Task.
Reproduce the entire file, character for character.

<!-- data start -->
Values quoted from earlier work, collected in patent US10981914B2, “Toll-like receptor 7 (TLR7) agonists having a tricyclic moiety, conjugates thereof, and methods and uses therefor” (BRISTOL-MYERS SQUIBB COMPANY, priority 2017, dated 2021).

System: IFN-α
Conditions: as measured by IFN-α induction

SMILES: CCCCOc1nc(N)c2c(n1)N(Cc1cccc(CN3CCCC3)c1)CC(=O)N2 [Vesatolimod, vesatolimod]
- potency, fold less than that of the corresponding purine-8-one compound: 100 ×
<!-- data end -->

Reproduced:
Values quoted from earlier work, collected in patent US10981914B2, “Toll-like receptor 7 (TLR7) agonists having a tricyclic moiety, conjugates thereof, and methods and uses therefor” (BRISTOL-MYERS SQUIBB COMPANY, priority 2017, dated 2021).

System: IFN-α
Conditions: as measured by IFN-α induction

SMILES: CCCCOc1nc(N)c2c(n1)N(Cc1cccc(CN3CCCC3)c1)CC(=O)N2 [Vesatolimod, vesatolimod]
- potency, fold less than that of the corresponding purine-8-one compound: 100 ×